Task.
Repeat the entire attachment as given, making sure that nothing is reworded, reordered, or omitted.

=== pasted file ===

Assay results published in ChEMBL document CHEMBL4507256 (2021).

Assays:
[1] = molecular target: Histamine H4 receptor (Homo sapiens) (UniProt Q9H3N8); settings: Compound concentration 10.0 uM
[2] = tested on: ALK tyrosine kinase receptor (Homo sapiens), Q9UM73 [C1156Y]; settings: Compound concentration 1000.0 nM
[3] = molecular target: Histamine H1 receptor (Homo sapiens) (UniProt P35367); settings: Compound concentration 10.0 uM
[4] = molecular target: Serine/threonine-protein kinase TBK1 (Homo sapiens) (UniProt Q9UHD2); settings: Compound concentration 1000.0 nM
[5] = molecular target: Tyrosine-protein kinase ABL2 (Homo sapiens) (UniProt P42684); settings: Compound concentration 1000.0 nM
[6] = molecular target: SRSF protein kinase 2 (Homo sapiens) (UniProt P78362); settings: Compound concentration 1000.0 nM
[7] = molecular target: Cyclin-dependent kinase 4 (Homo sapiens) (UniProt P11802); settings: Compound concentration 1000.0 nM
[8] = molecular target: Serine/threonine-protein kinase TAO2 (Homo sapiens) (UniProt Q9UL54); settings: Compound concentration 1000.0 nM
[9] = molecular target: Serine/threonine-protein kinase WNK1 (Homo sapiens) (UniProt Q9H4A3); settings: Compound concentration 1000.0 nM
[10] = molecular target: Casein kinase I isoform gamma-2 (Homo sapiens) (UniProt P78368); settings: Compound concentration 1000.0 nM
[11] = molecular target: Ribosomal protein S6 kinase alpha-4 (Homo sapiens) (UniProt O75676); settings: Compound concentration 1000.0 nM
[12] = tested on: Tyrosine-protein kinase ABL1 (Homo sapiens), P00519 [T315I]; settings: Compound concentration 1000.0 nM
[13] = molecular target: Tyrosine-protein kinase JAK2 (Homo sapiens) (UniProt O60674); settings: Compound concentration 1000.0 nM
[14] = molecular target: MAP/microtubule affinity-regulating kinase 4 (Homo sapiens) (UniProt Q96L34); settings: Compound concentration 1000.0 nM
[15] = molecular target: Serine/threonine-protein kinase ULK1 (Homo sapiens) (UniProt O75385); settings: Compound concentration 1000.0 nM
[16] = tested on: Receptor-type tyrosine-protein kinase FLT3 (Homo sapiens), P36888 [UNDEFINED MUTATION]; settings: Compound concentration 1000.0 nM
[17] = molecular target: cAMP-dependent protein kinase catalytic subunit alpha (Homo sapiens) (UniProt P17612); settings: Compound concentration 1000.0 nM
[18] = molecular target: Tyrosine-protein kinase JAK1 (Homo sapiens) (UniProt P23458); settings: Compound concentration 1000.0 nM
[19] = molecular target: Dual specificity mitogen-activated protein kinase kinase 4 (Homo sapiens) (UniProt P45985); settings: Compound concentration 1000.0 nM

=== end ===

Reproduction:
Assay results published in ChEMBL document CHEMBL4507256 (2021).

Assays:
[1] = molecular target: Histamine H4 receptor (Homo sapiens) (UniProt Q9H3N8); settings: Compound concentration 10.0 uM
[2] = tested on: ALK tyrosine kinase receptor (Homo sapiens), Q9UM73 [C1156Y]; settings: Compound concentration 1000.0 nM
[3] = molecular target: Histamine H1 receptor (Homo sapiens) (UniProt P35367); settings: Compound concentration 10.0 uM
[4] = molecular target: Serine/threonine-protein kinase TBK1 (Homo sapiens) (UniProt Q9UHD2); settings: Compound concentration 1000.0 nM
[5] = molecular target: Tyrosine-protein kinase ABL2 (Homo sapiens) (UniProt P42684); settings: Compound concentration 1000.0 nM
[6] = molecular target: SRSF protein kinase 2 (Homo sapiens) (UniProt P78362); settings: Compound concentration 1000.0 nM
[7] = molecular target: Cyclin-dependent kinase 4 (Homo sapiens) (UniProt P11802); settings: Compound concentration 1000.0 nM
[8] = molecular target: Serine/threonine-protein kinase TAO2 (Homo sapiens) (UniProt Q9UL54); settings: Compound concentration 1000.0 nM
[9] = molecular target: Serine/threonine-protein kinase WNK1 (Homo sapiens) (UniProt Q9H4A3); settings: Compound concentration 1000.0 nM
[10] = molecular target: Casein kinase I isoform gamma-2 (Homo sapiens) (UniProt P78368); settings: Compound concentration 1000.0 nM
[11] = molecular target: Ribosomal protein S6 kinase alpha-4 (Homo sapiens) (UniProt O75676); settings: Compound concentration 1000.0 nM
[12] = tested on: Tyrosine-protein kinase ABL1 (Homo sapiens), P00519 [T315I]; settings: Compound concentration 1000.0 nM
[13] = molecular target: Tyrosine-protein kinase JAK2 (Homo sapiens) (UniProt O60674); settings: Compound concentration 1000.0 nM
[14] = molecular target: MAP/microtubule affinity-regulating kinase 4 (Homo sapiens) (UniProt Q96L34); settings: Compound concentration 1000.0 nM
[15] = molecular target: Serine/threonine-protein kinase ULK1 (Homo sapiens) (UniProt O75385); settings: Compound concentration 1000.0 nM
[16] = tested on: Receptor-type tyrosine-protein kinase FLT3 (Homo sapiens), P36888 [UNDEFINED MUTATION]; settings: Compound concentration 1000.0 nM
[17] = molecular target: cAMP-dependent protein kinase catalytic subunit alpha (Homo sapiens) (UniProt P17612); settings: Compound concentration 1000.0 nM
[18] = molecular target: Tyrosine-protein kinase JAK1 (Homo sapiens) (UniProt P23458); settings: Compound concentration 1000.0 nM
[19] = molecular target: Dual specificity mitogen-activated protein kinase kinase 4 (Homo sapiens) (UniProt P45985); settings: Compound concentration 1000.0 nM